F.3d 149, 157 (2d Cir. 2000).
Rinaldi’s Disability Discrimination Claims
Rinaldi alleges that she was terminated due to her disability in violation of the ADA and
A. Applicable Law
The ADA prohibits employment discrimination by a “covered entity . . . against a
qualified individual with a disability because of the disability of such individual.” 42 U.S.C. §
12112(a). “Discrimination” consists of taking any action that adversely affects an employee.
See 42 U.S.C. § 12112(b)(1). A “qualified individual” is one “who, with or without reasonable
accommodation, can perform the essential functions of the employment position that such
individual holds or desires.” 42 U.S.C. §§ 12111(2), (8); see also Lyons v. Legal Aid Society, 68
F.3d 1512, 1514 (2d Cir. 1995). As such, a covered employer of an individual with a disability
is required to make reasonable accommodations for that individual, unless such “accommodation
would impose an undue hardship” on the employer.
42 U.S.C. § 12112(b)(5)(A); see also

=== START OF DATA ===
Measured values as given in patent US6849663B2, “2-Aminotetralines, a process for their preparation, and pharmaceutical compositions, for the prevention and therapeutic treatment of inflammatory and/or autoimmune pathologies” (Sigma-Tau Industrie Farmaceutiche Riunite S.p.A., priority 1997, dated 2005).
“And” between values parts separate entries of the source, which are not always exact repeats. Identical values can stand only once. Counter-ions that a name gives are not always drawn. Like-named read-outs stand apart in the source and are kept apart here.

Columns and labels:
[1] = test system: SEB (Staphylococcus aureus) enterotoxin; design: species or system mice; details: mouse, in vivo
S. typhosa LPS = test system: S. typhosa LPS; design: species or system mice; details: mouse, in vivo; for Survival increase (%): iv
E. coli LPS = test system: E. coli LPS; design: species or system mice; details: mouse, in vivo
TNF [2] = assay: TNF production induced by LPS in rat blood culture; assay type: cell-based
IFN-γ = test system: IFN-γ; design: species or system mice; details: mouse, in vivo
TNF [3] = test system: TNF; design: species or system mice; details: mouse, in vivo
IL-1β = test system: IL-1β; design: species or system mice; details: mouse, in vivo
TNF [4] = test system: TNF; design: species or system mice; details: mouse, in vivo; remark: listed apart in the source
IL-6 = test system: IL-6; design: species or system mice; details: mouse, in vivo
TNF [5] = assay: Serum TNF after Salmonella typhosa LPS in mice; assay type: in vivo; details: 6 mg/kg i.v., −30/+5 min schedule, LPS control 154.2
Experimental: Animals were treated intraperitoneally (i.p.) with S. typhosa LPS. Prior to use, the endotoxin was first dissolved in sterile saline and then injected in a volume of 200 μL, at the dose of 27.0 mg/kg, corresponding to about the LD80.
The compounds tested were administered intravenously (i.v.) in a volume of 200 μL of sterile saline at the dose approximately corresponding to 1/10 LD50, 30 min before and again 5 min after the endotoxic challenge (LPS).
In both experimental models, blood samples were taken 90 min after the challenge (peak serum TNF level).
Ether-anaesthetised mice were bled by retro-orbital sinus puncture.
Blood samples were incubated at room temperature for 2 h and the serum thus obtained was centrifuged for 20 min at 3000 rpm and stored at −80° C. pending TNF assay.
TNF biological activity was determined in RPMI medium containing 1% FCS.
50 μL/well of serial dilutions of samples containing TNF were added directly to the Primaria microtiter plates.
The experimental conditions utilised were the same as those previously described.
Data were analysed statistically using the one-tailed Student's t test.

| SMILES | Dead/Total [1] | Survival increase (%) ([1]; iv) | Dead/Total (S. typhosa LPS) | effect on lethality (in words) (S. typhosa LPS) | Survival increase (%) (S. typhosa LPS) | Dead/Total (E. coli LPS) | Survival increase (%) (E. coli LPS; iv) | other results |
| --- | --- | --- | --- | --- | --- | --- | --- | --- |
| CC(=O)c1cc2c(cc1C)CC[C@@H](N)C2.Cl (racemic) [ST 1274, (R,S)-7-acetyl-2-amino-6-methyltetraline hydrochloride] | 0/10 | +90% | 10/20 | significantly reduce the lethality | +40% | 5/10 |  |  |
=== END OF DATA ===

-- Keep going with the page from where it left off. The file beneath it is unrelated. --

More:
McBride v. BIC Consumer Products Mfg. Co., Inc., 583 F.3d 92, 96 (2d Cir. 2009). The
employer is also prohibited from retaliating against a disabled employee for engaging in
activities protected by the statute. 42 U.S.C. § 12203(b).
Disability discrimination claims under the ADA and the NYSHRL are subject to the
burden-shifting framework set out in McDonnell-Douglas Corp. v. Green, 411 U.S. 792, 802804 (1973). Mcbride, 583 F.3d at 96 (ADA); Weinstock v. Columbia Univ., 224 F.3d 33, 42 n. 1
(NYSHRL). Under the McDonnell-Douglas burden-shifting framework, the plaintiff must first
establish a prima facie case of discrimination. Reeves v. Sanderson Plumbing Products, Inc.,
530 U.S. 133, 142 (2000) (citations omitted). If the plaintiff succeeds, the burden then shifts to
the defendant employer to articulate a legitimate, non-discriminatory reason for its adverse